Russia, Turkey, and Iran agreed to a Moscow-proposed deal Thursday to establish so-called “de-escalation” zones in Syria to try to end the six-year conflict in the country.
Representatives of the three Syria cease-fire guarantor nations signed a memorandum to that effect at the end of the latest round of peace talks in Astana, the capital of Kazakhstan.
The proposal calls for taking measures to reduce fighting in four designated areas of Syria where rebels not associated with Islamic State terrorists control significant territory.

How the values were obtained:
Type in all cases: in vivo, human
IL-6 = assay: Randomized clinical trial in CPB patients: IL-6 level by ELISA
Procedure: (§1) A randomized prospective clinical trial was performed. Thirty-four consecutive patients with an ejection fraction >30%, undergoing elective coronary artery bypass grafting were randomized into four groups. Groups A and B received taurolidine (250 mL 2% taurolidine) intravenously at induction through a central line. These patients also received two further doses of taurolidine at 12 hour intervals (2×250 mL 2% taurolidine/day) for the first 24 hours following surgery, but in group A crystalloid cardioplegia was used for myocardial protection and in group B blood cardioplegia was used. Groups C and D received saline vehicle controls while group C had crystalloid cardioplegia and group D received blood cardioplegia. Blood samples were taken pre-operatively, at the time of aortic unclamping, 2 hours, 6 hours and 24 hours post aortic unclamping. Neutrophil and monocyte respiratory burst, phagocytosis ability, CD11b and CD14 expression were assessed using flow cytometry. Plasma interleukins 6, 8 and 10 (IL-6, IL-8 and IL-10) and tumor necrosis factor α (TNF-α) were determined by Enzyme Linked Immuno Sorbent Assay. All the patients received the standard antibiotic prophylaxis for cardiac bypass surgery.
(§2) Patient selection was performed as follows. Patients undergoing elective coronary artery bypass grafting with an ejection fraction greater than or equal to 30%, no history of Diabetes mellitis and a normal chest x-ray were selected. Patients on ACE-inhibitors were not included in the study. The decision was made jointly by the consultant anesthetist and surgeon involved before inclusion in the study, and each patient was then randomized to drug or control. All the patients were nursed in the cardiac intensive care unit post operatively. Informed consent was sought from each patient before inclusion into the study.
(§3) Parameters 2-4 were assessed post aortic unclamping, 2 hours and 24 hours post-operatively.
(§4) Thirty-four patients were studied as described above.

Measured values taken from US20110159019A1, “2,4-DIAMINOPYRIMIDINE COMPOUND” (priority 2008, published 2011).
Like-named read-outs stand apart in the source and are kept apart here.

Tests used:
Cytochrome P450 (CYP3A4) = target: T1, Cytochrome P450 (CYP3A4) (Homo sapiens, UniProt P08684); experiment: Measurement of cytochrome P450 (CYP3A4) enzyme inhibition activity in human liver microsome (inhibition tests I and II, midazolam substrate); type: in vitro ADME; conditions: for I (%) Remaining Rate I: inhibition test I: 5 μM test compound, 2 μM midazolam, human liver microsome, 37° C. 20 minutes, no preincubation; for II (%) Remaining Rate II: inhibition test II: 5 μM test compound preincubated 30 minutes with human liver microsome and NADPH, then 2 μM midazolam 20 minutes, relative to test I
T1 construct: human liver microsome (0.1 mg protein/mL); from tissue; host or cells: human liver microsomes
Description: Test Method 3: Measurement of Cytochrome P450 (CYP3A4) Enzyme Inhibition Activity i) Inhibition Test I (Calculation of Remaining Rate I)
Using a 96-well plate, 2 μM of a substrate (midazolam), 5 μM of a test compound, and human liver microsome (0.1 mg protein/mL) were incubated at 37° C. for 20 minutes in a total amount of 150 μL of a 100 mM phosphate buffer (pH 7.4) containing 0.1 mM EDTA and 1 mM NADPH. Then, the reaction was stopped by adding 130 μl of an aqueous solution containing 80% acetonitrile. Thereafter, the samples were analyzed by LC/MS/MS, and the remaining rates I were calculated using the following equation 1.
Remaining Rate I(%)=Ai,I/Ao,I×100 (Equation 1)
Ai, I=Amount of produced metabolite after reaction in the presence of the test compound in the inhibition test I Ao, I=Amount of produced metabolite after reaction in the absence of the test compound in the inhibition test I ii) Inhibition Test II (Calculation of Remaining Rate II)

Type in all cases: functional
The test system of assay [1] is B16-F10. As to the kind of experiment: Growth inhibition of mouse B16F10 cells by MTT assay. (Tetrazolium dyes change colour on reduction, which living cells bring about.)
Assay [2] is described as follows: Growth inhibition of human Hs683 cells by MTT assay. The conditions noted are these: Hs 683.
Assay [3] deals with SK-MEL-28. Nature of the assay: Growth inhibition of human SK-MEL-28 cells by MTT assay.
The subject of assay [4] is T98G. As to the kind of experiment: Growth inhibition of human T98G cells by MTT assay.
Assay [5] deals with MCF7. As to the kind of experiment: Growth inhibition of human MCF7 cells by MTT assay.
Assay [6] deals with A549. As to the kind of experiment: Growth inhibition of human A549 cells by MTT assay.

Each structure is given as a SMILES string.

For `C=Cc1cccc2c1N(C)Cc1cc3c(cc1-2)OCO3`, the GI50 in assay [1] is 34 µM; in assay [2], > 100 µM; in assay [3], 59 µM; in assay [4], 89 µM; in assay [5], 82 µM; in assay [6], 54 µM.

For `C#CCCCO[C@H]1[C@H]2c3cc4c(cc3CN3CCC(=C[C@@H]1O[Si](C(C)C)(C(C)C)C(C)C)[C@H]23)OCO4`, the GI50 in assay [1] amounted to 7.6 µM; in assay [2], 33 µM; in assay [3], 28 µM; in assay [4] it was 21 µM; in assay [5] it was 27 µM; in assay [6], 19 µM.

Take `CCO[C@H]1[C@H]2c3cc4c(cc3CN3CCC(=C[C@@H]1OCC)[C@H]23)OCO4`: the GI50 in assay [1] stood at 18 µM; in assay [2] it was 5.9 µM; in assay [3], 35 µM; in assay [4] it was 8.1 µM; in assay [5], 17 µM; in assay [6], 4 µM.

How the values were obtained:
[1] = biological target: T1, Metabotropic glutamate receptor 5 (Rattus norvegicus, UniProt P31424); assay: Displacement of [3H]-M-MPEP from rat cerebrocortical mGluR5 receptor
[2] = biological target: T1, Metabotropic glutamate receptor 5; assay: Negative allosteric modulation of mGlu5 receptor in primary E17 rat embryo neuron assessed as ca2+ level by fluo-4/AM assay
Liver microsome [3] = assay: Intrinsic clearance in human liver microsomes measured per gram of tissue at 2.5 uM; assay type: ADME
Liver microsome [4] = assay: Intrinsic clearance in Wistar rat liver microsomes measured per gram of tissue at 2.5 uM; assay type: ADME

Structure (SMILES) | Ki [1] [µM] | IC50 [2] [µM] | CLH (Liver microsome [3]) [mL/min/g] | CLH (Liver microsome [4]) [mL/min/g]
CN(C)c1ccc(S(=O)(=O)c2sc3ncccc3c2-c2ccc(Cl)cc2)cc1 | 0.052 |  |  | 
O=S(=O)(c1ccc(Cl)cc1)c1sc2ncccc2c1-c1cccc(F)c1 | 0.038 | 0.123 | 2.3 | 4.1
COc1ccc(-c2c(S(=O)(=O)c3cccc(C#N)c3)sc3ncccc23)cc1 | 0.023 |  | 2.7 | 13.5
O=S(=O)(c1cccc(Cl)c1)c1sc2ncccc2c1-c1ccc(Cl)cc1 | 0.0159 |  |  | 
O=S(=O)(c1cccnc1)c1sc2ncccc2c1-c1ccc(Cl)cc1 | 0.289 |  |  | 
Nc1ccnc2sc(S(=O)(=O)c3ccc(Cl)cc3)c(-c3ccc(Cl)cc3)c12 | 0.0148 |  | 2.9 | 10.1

Progress on peace?
Despite what appears to be progress after four rounds of talks in Astana, there remains a great deal of skepticism about whether such a deal can be implemented.
No details were released on how the three countries, which support different sides in the conflict, would attempt to end the violence. And while the Syrian government voiced its support for the agreement, neither Damascus nor the Syrian rebels signed any deal.
Members of the Syrian opposition delegation in Astana walked out of the meeting Thursday, shouting their dissatisfaction with Iran being part of the talks. The head of the opposition delegation, Mohammed Alloush, did not attend the second day of talks.